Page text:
Scarnecchia, D. L. (Society for Range Management, 1994-03-01)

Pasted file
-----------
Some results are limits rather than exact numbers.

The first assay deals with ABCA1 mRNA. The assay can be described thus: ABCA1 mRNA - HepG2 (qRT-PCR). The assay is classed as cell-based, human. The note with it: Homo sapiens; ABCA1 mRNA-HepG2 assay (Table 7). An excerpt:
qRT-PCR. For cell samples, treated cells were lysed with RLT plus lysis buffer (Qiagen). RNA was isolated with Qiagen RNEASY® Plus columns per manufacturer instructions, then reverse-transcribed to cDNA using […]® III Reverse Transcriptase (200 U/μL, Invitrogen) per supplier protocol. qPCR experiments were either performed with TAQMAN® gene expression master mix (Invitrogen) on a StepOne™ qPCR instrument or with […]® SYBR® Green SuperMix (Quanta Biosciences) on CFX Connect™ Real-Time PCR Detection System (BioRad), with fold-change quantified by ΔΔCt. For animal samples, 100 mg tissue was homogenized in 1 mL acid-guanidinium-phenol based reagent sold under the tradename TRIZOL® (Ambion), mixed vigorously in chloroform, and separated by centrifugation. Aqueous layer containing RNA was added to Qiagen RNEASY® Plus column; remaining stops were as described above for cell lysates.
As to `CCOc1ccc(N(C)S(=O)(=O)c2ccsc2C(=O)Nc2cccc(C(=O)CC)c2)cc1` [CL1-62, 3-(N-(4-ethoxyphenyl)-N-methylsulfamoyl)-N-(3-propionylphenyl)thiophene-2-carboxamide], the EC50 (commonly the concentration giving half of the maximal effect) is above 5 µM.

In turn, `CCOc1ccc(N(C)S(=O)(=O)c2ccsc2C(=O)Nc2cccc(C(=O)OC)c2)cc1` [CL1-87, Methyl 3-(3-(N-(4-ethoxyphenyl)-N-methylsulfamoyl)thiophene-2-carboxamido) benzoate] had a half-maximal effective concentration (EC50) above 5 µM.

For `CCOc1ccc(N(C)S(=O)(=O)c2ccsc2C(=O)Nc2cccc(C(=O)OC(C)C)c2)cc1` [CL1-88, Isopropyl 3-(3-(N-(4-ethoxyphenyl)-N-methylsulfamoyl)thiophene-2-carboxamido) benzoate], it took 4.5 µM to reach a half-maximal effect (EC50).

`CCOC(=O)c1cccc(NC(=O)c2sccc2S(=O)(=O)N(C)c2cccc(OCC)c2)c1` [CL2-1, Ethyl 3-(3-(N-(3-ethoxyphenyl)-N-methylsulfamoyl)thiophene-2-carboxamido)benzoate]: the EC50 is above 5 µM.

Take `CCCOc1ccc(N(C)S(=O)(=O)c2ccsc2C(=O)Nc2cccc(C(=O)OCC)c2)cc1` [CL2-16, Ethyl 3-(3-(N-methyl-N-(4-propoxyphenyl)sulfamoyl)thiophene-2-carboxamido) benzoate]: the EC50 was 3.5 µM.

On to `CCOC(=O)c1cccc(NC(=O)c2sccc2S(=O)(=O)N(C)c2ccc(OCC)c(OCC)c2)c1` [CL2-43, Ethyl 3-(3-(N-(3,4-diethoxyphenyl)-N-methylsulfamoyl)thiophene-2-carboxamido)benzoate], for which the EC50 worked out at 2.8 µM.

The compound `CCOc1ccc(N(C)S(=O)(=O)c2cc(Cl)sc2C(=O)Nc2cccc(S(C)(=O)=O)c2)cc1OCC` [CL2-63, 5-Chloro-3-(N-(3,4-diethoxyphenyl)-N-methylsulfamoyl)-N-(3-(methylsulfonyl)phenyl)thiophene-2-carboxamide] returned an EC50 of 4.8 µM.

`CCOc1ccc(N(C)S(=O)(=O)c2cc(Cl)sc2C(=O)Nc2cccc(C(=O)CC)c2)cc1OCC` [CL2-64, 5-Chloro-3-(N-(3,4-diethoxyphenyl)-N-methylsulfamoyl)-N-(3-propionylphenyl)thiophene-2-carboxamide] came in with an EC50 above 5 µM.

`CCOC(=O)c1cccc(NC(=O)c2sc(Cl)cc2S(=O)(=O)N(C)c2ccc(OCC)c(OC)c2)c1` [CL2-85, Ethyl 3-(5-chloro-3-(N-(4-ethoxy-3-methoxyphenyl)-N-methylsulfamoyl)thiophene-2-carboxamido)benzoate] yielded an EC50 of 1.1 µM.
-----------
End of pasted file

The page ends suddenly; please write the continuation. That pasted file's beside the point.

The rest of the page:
Multi-variable analysis of grazing research has seen little conceptual development and even less application. To advance research on the multiple relationships of livestock grazing, computer-based analyses using multiple variables are needed. Dynamic variables describing livestock-herbage relationships must be developed to describe dynamic processes such as herbage growth and disappearance. Such variables could be used either alone or in combination with other variables as indicators to analyze and manage grazing. This paper presents 4 arrays of derived variables and discusses their individual and combinational value in analyzing and managing grazing. Greater power in analyzing grazing will come from use of combinations of variables rather than relying on single variables, e.g., stocking level. The variables described are useful in comprehensive analyses of research or in ad hoc roles aiding decisions in management. The paper also discusses possible future uses of variables as indicators in computerized analyses of other ecological systems.